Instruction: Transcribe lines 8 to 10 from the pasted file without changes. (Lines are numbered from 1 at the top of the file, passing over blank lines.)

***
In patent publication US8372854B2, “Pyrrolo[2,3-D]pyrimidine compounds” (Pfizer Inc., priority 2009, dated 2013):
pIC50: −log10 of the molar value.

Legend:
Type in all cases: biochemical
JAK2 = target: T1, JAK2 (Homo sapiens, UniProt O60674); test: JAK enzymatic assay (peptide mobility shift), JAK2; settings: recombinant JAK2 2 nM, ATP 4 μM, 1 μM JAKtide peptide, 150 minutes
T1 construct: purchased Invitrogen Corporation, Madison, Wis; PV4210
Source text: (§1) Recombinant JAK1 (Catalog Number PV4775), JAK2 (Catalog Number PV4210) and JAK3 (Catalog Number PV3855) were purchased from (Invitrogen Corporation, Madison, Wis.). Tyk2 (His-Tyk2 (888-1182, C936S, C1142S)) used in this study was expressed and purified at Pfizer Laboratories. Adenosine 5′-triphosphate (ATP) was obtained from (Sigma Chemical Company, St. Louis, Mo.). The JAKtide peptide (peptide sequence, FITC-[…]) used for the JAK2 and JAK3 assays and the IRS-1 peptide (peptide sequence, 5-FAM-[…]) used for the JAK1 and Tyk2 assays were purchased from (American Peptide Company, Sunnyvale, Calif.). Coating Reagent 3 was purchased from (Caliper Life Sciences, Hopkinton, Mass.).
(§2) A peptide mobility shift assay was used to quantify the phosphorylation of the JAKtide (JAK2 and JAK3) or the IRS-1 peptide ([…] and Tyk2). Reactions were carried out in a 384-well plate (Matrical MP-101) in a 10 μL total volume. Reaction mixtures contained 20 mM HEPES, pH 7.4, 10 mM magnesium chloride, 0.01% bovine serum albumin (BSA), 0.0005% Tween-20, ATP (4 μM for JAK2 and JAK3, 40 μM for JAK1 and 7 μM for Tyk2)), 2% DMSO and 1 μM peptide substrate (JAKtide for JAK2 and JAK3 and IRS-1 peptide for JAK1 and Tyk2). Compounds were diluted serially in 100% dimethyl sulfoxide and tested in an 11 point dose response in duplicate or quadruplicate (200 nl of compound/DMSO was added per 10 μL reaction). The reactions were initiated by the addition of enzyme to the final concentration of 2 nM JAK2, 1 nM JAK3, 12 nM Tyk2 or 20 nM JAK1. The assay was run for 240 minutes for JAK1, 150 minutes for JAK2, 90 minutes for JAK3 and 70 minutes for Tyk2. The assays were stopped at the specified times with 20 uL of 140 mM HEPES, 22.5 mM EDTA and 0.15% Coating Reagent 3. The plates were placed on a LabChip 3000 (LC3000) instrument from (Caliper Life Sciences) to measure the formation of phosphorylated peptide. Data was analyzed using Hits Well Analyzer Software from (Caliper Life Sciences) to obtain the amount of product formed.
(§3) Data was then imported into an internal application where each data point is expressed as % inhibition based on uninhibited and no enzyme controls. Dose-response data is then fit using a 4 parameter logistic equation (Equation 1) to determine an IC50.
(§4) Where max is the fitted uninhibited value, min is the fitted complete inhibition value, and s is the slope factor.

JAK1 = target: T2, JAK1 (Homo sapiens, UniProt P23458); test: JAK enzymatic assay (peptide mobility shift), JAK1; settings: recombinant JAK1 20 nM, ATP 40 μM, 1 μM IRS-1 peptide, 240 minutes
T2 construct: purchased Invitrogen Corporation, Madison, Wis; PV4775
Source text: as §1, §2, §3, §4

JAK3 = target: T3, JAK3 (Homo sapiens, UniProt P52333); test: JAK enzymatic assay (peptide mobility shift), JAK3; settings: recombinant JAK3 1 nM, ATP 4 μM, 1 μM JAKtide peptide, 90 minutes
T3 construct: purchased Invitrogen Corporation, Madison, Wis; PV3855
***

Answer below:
(§2) A peptide mobility shift assay was used to quantify the phosphorylation of the JAKtide (JAK2 and JAK3) or the IRS-1 peptide ([…] and Tyk2). Reactions were carried out in a 384-well plate (Matrical MP-101) in a 10 μL total volume. Reaction mixtures contained 20 mM HEPES, pH 7.4, 10 mM magnesium chloride, 0.01% bovine serum albumin (BSA), 0.0005% Tween-20, ATP (4 μM for JAK2 and JAK3, 40 μM for JAK1 and 7 μM for Tyk2)), 2% DMSO and 1 μM peptide substrate (JAKtide for JAK2 and JAK3 and IRS-1 peptide for JAK1 and Tyk2). Compounds were diluted serially in 100% dimethyl sulfoxide and tested in an 11 point dose response in duplicate or quadruplicate (200 nl of compound/DMSO was added per 10 μL reaction). The reactions were initiated by the addition of enzyme to the final concentration of 2 nM JAK2, 1 nM JAK3, 12 nM Tyk2 or 20 nM JAK1. The assay was run for 240 minutes for JAK1, 150 minutes for JAK2, 90 minutes for JAK3 and 70 minutes for Tyk2. The assays were stopped at the specified times with 20 uL of 140 mM HEPES, 22.5 mM EDTA and 0.15% Coating Reagent 3. The plates were placed on a LabChip 3000 (LC3000) instrument from (Caliper Life Sciences) to measure the formation of phosphorylated peptide. Data was analyzed using Hits Well Analyzer Software from (Caliper Life Sciences) to obtain the amount of product formed.
(§3) Data was then imported into an internal application where each data point is expressed as % inhibition based on uninhibited and no enzyme controls. Dose-response data is then fit using a 4 parameter logistic equation (Equation 1) to determine an IC50.
(§4) Where max is the fitted uninhibited value, min is the fitted complete inhibition value, and s is the slope factor.